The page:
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 China hopes HK lifts toothpaste recall

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PostSubject: China hopes HK lifts toothpaste recall   Fri Jun 15, 2007 3:48 am

China hopes HK lifts toothpaste recall
By AUDRA ANG, Associated Press Writer

BEIJING - China is urging Hong Kong to resume the sale of three brands of Chinese toothpaste containing a chemical found in antifreeze, saying the small amounts involved were harmless to people.

Hong Kong's ban was the latest in a slew of recalls and warnings linked to Chinese toothpaste. The United States, New Zealand, Singapore, Panama and several other Latin American and Caribbean countries have taken similar actions.

Hong Kong's health department warned consumers earlier this week not to use toothpaste sold under the names Maxam Toothpaste with Fluoride, Sanqi and Tianqi.

A notice on the government's Web site said the brands contained diethylene glycol, or DEG, at levels ranging from 0.21 percent to 7.5 percent.

Daily use could lead to an absorption rate that is "above the tolerable level" set by the European Union, the notice said.

DEG is a thickening agent used in antifreeze, and is also used as a low-cost and sometimes deadly substitute for glycerin, a sweetener in many drugs.

Responding to Hong Kong, China's main food safety body claimed low levels of the chemical have been deemed safe for consumption.

Tests carried out in 2000 by Chinese experts on 1,695 people had proved that "toothpaste containing less than 15.6 percent of diethylene glycol, a tolerable amount, is harmless for humans," the General Administration of Quality Supervision, Inspection and Quarantine said in a statement on its Web site late Thursday.

Hong Kong customs also has been asked to submit a report on "how and why it called back the toothpaste," the statement said.

Telephones rang unanswered at the Chinese administration on Friday.

Zhang Jilai, a sales manager at Kunming Toothpaste Co. Ltd. which makes the Sanqi brand, said Friday that the company last year stopped making the product banned in Hong Kong. Zhang would give no details.

"Our company's toothpaste is absolutely safe," he said.

A woman who answered the telephone at the Wuzhou Chemical Factory of Daily Use, which makes Tianqi toothpaste, said sales had been affected in some areas, but also claimed the company's products were safe. She said she worked at the deputy manager's office, and would give only her surname, Wang.

Calls rang unanswered at the Shanghai Toothpaste Factory Co. Ltd., which manufactures Maxam toothpaste.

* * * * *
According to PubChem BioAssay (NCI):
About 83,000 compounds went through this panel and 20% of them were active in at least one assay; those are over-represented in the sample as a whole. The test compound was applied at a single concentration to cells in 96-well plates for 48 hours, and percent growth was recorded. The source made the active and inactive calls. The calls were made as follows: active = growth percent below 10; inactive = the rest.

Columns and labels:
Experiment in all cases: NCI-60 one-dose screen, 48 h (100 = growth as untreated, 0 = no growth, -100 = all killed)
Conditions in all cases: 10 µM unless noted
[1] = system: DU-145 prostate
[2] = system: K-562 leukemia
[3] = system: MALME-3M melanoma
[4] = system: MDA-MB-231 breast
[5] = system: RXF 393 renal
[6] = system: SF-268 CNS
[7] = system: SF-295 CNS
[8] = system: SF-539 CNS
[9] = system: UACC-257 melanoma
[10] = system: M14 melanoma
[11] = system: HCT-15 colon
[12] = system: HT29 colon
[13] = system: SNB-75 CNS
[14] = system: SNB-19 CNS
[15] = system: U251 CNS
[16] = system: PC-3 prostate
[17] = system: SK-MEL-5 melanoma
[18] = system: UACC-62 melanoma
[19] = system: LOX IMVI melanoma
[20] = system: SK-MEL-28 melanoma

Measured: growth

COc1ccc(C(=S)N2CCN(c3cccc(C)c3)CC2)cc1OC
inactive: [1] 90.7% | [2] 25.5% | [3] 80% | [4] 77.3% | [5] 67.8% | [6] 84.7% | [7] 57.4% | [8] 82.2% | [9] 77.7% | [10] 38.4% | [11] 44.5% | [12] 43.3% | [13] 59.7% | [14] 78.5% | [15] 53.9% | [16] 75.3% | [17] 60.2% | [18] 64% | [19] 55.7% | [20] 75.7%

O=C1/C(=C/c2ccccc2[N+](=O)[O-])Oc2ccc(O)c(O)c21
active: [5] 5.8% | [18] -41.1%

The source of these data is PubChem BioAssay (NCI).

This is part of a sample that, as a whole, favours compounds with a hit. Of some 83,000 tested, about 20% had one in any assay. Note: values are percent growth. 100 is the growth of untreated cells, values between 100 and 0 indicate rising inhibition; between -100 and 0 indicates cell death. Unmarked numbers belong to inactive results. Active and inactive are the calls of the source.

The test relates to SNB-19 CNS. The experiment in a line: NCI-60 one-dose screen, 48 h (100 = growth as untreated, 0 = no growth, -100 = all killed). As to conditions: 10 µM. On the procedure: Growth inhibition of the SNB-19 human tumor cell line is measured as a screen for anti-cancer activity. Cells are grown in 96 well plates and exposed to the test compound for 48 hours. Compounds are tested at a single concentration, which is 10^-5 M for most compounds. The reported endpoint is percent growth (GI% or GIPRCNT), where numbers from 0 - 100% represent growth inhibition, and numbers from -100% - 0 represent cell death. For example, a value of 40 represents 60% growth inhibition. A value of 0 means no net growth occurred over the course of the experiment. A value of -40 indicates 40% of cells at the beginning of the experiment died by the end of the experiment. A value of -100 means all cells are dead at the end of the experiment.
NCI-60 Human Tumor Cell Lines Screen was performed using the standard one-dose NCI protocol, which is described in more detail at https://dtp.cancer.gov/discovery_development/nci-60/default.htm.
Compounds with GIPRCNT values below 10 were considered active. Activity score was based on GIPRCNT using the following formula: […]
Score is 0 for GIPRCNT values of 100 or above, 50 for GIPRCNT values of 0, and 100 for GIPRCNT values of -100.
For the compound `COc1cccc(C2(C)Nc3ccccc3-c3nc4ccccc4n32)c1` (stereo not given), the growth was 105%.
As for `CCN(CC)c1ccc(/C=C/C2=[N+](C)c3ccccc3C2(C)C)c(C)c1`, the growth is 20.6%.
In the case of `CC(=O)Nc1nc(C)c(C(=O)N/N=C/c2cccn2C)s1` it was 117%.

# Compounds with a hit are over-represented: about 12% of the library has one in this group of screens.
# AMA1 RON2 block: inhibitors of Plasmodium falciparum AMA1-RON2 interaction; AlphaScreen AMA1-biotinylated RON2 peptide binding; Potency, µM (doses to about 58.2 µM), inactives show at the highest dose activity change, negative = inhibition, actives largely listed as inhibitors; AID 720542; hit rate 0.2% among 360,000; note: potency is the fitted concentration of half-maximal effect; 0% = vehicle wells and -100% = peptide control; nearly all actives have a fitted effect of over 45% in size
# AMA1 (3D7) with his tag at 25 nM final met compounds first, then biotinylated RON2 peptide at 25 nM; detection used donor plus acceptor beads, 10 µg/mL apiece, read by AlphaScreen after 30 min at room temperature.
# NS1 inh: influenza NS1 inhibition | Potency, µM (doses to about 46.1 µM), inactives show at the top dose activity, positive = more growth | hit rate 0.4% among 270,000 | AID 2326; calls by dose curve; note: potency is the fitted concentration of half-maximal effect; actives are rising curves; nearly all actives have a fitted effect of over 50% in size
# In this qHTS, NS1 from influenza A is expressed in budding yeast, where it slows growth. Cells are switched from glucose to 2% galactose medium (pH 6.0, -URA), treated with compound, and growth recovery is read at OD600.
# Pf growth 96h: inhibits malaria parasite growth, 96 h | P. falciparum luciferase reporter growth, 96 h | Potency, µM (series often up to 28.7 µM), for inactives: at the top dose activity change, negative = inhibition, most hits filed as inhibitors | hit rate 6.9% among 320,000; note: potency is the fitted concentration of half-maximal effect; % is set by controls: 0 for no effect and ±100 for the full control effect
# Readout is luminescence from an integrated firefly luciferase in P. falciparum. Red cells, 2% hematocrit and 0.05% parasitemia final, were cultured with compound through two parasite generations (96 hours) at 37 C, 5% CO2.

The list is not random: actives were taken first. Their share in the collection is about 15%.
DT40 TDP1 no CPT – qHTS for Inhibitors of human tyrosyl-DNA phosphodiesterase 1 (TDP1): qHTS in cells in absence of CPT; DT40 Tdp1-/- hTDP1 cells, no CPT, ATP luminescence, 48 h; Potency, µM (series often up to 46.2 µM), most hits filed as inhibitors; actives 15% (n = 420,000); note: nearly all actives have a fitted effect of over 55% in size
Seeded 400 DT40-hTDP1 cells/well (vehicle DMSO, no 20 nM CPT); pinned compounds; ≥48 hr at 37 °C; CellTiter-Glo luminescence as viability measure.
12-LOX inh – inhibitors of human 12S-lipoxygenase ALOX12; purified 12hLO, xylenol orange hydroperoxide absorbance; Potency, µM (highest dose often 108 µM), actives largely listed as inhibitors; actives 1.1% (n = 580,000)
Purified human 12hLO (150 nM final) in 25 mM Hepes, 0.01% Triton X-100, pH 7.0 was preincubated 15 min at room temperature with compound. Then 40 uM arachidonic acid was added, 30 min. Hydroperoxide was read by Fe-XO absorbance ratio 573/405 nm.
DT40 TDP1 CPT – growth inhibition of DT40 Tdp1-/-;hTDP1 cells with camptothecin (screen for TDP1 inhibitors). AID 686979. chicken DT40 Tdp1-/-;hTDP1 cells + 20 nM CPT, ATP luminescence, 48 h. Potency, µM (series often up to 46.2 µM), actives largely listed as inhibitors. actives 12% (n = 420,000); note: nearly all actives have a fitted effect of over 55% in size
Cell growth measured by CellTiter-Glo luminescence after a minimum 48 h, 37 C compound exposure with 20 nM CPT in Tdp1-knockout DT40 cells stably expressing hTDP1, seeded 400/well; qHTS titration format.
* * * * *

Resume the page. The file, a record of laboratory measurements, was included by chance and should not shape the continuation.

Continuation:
Hong Kong's Department of Health said the recall was being handled by the Customs and Excise Department.

Customs spokeswoman Agnes Lau said that an official response was still being prepared, and that she had no immediate comment.

Hong Kong, a former British colony, was returned to Chinese rule in 1997 but maintains its own government and legal system.

China has been battling in recent months with growing international alarm over the safety of its food and drug exports, after Chinese wheat gluten tainted with the chemical melamine was blamed for dog and cat deaths in North America.

Products turned away by U.S. inspectors include toxic monkfish, frozen eel and juice made with unsafe color additives.

Chinese quality officials have ordered tightened surveillance and punishment of safety violators, and say they will launch the country's first recall system by the end of the year.

In an apparent effort to boost confidence in those efforts, officials this week gave Chinese and foreign reporters a tour of a food safety test lab.

They were shown room after room of counterfeit food, drugs and other branded products confiscated in raids.

Li Changjiang, head of the quality inspection administration, said it was important to ensure the safety of construction materials, food and equipment for the 2008 Beijing Olympics, a source of great national pride.

Also Thursday, the administration said that 10 percent of rice dumplings made by 133 producers nationwide failed tests because they contained excessive amounts of food additives.

The dumplings, popular during China's coming Dragon Boat Festival, are made of glutinous rice, often filled with red bean paste and usually wrapped in bamboo leaves.

The tests showed that the leaves contained high amounts of copper sulfate or copper chloride, normally used to make the leaves bright green.

State media reported a similar problem last year.

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